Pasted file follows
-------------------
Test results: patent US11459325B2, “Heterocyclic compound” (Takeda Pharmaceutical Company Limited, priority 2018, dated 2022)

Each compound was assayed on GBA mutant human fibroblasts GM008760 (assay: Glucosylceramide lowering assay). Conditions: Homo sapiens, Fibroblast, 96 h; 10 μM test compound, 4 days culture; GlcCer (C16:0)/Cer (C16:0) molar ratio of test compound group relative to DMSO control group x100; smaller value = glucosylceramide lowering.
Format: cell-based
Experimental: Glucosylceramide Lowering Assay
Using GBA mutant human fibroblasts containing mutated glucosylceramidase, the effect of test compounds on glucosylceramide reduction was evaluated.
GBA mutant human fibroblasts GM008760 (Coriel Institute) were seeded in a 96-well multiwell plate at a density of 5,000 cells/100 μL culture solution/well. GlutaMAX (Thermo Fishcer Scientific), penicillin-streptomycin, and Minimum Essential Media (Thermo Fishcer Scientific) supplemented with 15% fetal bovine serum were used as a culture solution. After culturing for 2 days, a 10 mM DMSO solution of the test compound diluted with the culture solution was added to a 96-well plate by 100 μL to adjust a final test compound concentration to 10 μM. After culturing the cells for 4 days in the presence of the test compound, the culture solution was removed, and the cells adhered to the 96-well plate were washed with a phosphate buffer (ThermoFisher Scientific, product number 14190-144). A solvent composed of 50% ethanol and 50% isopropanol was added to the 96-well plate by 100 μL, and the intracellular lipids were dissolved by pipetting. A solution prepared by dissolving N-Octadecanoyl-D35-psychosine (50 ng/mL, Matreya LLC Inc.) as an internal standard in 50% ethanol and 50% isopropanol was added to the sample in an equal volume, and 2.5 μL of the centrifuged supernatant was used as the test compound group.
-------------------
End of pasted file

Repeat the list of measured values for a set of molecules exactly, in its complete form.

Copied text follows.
Test results: patent US11459325B2, “Heterocyclic compound” (Takeda Pharmaceutical Company Limited, priority 2018, dated 2022)

Each compound was assayed on GBA mutant human fibroblasts GM008760 (assay: Glucosylceramide lowering assay). Conditions: Homo sapiens, Fibroblast, 96 h; 10 μM test compound, 4 days culture; GlcCer (C16:0)/Cer (C16:0) molar ratio of test compound group relative to DMSO control group x100; smaller value = glucosylceramide lowering.
Format: cell-based
Experimental: Glucosylceramide Lowering Assay
Using GBA mutant human fibroblasts containing mutated glucosylceramidase, the effect of test compounds on glucosylceramide reduction was evaluated.
GBA mutant human fibroblasts GM008760 (Coriel Institute) were seeded in a 96-well multiwell plate at a density of 5,000 cells/100 μL culture solution/well. GlutaMAX (Thermo Fishcer Scientific), penicillin-streptomycin, and Minimum Essential Media (Thermo Fishcer Scientific) supplemented with 15% fetal bovine serum were used as a culture solution. After culturing for 2 days, a 10 mM DMSO solution of the test compound diluted with the culture solution was added to a 96-well plate by 100 μL to adjust a final test compound concentration to 10 μM. After culturing the cells for 4 days in the presence of the test compound, the culture solution was removed, and the cells adhered to the 96-well plate were washed with a phosphate buffer (ThermoFisher Scientific, product number 14190-144). A solvent composed of 50% ethanol and 50% isopropanol was added to the 96-well plate by 100 μL, and the intracellular lipids were dissolved by pipetting. A solution prepared by dissolving N-Octadecanoyl-D35-psychosine (50 ng/mL, Matreya LLC Inc.) as an internal standard in 50% ethanol and 50% isopropanol was added to the sample in an equal volume, and 2.5 μL of the centrifuged supernatant was used as the test compound group.